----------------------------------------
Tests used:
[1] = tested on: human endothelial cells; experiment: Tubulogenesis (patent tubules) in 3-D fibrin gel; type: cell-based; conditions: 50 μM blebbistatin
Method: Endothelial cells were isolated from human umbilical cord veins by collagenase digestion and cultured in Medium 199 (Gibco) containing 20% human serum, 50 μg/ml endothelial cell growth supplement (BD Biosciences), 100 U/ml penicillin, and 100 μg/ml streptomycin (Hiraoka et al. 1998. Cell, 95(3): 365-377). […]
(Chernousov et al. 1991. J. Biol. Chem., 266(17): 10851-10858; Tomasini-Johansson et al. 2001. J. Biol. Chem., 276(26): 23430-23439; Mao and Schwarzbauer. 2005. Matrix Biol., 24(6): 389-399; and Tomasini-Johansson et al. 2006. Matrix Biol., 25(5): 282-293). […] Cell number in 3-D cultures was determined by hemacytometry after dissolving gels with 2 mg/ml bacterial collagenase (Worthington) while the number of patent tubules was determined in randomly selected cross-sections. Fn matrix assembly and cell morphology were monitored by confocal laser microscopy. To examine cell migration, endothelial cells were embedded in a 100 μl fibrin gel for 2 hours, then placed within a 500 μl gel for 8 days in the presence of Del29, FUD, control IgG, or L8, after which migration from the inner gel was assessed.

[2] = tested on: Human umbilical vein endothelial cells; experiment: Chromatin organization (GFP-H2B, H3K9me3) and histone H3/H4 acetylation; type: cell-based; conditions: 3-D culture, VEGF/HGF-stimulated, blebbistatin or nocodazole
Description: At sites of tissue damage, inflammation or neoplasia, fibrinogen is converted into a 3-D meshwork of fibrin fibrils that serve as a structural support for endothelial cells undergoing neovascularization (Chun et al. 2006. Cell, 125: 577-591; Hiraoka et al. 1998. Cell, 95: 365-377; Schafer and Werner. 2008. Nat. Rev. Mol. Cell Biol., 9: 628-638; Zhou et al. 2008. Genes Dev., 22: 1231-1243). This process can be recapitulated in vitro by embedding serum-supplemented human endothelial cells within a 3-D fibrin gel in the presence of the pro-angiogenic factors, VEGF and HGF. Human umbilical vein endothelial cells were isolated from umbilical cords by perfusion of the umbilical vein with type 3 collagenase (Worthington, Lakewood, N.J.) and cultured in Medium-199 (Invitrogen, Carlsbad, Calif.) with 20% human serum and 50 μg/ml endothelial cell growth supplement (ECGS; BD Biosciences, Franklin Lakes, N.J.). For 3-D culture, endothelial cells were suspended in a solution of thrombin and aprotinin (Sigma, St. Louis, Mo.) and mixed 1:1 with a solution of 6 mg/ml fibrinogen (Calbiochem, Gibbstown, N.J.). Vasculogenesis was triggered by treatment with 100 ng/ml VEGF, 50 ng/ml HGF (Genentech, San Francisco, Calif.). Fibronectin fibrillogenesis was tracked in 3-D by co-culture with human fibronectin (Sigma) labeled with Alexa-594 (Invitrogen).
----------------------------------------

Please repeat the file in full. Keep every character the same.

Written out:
Tests used:
[1] = tested on: human endothelial cells; experiment: Tubulogenesis (patent tubules) in 3-D fibrin gel; type: cell-based; conditions: 50 μM blebbistatin
Method: Endothelial cells were isolated from human umbilical cord veins by collagenase digestion and cultured in Medium 199 (Gibco) containing 20% human serum, 50 μg/ml endothelial cell growth supplement (BD Biosciences), 100 U/ml penicillin, and 100 μg/ml streptomycin (Hiraoka et al. 1998. Cell, 95(3): 365-377). […]
(Chernousov et al. 1991. J. Biol. Chem., 266(17): 10851-10858; Tomasini-Johansson et al. 2001. J. Biol. Chem., 276(26): 23430-23439; Mao and Schwarzbauer. 2005. Matrix Biol., 24(6): 389-399; and Tomasini-Johansson et al. 2006. Matrix Biol., 25(5): 282-293). […] Cell number in 3-D cultures was determined by hemacytometry after dissolving gels with 2 mg/ml bacterial collagenase (Worthington) while the number of patent tubules was determined in randomly selected cross-sections. Fn matrix assembly and cell morphology were monitored by confocal laser microscopy. To examine cell migration, endothelial cells were embedded in a 100 μl fibrin gel for 2 hours, then placed within a 500 μl gel for 8 days in the presence of Del29, FUD, control IgG, or L8, after which migration from the inner gel was assessed.

[2] = tested on: Human umbilical vein endothelial cells; experiment: Chromatin organization (GFP-H2B, H3K9me3) and histone H3/H4 acetylation; type: cell-based; conditions: 3-D culture, VEGF/HGF-stimulated, blebbistatin or nocodazole
Description: At sites of tissue damage, inflammation or neoplasia, fibrinogen is converted into a 3-D meshwork of fibrin fibrils that serve as a structural support for endothelial cells undergoing neovascularization (Chun et al. 2006. Cell, 125: 577-591; Hiraoka et al. 1998. Cell, 95: 365-377; Schafer and Werner. 2008. Nat. Rev. Mol. Cell Biol., 9: 628-638; Zhou et al. 2008. Genes Dev., 22: 1231-1243). This process can be recapitulated in vitro by embedding serum-supplemented human endothelial cells within a 3-D fibrin gel in the presence of the pro-angiogenic factors, VEGF and HGF. Human umbilical vein endothelial cells were isolated from umbilical cords by perfusion of the umbilical vein with type 3 collagenase (Worthington, Lakewood, N.J.) and cultured in Medium-199 (Invitrogen, Carlsbad, Calif.) with 20% human serum and 50 μg/ml endothelial cell growth supplement (ECGS; BD Biosciences, Franklin Lakes, N.J.). For 3-D culture, endothelial cells were suspended in a solution of thrombin and aprotinin (Sigma, St. Louis, Mo.) and mixed 1:1 with a solution of 6 mg/ml fibrinogen (Calbiochem, Gibbstown, N.J.). Vasculogenesis was triggered by treatment with 100 ng/ml VEGF, 50 ng/ml HGF (Genentech, San Francisco, Calif.). Fibronectin fibrillogenesis was tracked in 3-D by co-culture with human fibronectin (Sigma) labeled with Alexa-594 (Invitrogen).